This paper is measuring stuff in Australia, but seems to mimic the dropoff in runoff we’re seeing on the Rio Grande and other western U.S. rivers compared to the precipitation deficits we’re experiencing:
Annual rainfall and runoff records from south-eastern Australia are used to examine whether interdecadal climate variability induces changes in hydrological behavior. We test statistically whether annual rainfall-runoff relationships are significantly different during extended dry periods, compared with the historical norm. The results demonstrate that protracted drought led to a significant shift in the rainfall-runoff relationship in ~44% of the catchment-dry periods studied. The shift led to less annual runoff for a given annual rainfall, compared with the historical relationship.
From “The influence of multiyear drought on the annual rainfall-runoff relationship: An Australian perspective”, Saft et al., Water Resources Research, 10.1002/2014WR015348
h/t Kevin Anchukaitis at Woods Hole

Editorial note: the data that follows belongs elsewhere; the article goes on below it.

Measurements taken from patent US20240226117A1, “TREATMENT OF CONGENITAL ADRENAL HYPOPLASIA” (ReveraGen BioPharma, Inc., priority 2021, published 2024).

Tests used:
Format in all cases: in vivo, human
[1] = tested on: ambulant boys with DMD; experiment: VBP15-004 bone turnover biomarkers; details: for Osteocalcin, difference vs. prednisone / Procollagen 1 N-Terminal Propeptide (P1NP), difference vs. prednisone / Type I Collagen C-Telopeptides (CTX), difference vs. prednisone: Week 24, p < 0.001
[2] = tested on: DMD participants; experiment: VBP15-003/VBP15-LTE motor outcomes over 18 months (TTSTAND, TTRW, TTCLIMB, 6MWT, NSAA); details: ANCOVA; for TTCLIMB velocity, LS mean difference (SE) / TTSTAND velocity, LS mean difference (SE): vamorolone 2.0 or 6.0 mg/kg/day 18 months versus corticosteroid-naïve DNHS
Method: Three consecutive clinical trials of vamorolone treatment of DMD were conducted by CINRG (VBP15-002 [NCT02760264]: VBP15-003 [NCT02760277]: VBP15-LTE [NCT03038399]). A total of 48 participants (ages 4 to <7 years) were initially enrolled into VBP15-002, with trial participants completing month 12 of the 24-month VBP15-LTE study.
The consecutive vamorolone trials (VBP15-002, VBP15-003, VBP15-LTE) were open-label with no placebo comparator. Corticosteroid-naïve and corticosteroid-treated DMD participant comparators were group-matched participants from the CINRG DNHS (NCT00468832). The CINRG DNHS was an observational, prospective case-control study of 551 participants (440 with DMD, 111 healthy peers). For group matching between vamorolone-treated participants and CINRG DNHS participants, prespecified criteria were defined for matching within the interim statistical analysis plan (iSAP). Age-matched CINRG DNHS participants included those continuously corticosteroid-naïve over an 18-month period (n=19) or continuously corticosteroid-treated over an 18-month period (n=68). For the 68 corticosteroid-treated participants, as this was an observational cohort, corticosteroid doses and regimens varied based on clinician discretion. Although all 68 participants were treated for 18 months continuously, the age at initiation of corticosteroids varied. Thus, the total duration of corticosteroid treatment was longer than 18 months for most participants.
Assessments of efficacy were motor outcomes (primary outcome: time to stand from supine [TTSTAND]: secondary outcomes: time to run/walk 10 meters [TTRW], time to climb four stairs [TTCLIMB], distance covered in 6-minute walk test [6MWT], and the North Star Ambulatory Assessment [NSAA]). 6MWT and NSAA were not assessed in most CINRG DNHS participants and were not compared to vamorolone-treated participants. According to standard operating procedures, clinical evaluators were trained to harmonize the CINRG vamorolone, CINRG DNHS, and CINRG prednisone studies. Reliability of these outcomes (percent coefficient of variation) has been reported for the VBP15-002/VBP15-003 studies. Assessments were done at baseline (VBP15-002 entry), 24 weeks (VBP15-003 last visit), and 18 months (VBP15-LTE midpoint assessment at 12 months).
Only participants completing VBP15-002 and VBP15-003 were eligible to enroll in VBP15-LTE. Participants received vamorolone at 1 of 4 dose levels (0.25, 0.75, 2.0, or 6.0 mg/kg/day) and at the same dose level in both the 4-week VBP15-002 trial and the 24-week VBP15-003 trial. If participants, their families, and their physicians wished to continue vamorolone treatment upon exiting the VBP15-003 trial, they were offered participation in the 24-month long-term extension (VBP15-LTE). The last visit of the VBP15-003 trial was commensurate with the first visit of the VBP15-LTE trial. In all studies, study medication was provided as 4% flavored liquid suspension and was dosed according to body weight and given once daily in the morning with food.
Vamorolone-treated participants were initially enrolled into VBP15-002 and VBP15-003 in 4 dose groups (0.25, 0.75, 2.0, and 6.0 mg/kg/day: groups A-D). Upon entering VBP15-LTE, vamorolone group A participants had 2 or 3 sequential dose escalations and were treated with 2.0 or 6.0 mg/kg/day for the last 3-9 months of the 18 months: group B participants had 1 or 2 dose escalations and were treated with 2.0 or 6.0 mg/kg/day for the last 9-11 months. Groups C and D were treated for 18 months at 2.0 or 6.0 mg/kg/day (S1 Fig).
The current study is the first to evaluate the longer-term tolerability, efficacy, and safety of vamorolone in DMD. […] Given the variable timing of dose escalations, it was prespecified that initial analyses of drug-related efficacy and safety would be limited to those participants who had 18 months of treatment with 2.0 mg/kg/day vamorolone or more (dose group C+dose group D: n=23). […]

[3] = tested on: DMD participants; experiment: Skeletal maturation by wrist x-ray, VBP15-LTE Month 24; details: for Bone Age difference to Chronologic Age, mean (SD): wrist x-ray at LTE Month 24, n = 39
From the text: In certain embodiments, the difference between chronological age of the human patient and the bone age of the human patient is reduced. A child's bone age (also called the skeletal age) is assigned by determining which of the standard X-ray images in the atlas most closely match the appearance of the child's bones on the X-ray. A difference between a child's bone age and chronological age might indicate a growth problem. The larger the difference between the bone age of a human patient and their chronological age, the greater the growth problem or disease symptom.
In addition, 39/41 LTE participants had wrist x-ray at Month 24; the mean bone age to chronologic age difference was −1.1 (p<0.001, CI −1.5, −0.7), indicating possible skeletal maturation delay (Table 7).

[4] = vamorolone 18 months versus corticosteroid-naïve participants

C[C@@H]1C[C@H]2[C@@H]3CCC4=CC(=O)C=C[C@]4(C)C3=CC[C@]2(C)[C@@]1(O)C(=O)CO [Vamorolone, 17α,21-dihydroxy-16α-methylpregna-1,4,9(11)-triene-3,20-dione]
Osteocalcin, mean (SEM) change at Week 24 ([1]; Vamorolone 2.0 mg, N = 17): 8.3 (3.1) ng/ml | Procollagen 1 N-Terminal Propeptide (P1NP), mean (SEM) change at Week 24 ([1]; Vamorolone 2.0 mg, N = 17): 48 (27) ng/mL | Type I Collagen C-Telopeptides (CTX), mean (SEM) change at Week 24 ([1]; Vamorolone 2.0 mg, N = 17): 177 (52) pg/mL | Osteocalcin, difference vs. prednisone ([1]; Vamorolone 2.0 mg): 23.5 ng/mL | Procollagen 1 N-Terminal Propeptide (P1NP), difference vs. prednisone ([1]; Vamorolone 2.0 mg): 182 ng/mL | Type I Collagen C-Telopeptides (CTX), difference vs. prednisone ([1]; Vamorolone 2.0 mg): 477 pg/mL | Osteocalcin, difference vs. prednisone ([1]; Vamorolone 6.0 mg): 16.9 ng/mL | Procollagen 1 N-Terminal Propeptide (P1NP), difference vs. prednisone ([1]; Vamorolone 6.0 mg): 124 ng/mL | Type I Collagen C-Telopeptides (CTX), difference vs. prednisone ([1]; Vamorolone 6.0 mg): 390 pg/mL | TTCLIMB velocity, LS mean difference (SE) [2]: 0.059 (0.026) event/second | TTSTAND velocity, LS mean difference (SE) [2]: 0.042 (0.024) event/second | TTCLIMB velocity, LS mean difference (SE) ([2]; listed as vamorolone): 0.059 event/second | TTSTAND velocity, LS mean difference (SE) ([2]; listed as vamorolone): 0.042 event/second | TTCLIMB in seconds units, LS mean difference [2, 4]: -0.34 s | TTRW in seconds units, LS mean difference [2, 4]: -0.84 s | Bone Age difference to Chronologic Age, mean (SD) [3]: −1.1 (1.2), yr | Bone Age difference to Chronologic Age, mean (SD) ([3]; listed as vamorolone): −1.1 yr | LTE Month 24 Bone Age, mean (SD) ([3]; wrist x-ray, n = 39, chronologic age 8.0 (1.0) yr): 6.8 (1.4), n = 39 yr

Curious what they hydrologists say causes it. More aquifer recharge in the surface/ground connection? Just drier soil absorbing more? Drought period warmer temp? All of the above?
Mike – As I read it, section 4.1 of the paper essentially says “dunno”.
Thanks John. I was thinking of the 50s when Reynolds came on and tried to figure out why the river didn’t have enough for the Compact and learned about groundwater, specifically how all the pumping for the post war pop boom was not only draining the aquifer but pulling water out of the river. Wondering if there was some evidence from Australia to add to the understanding of how all this works. Couldda read the thing of course but easier just to ask (: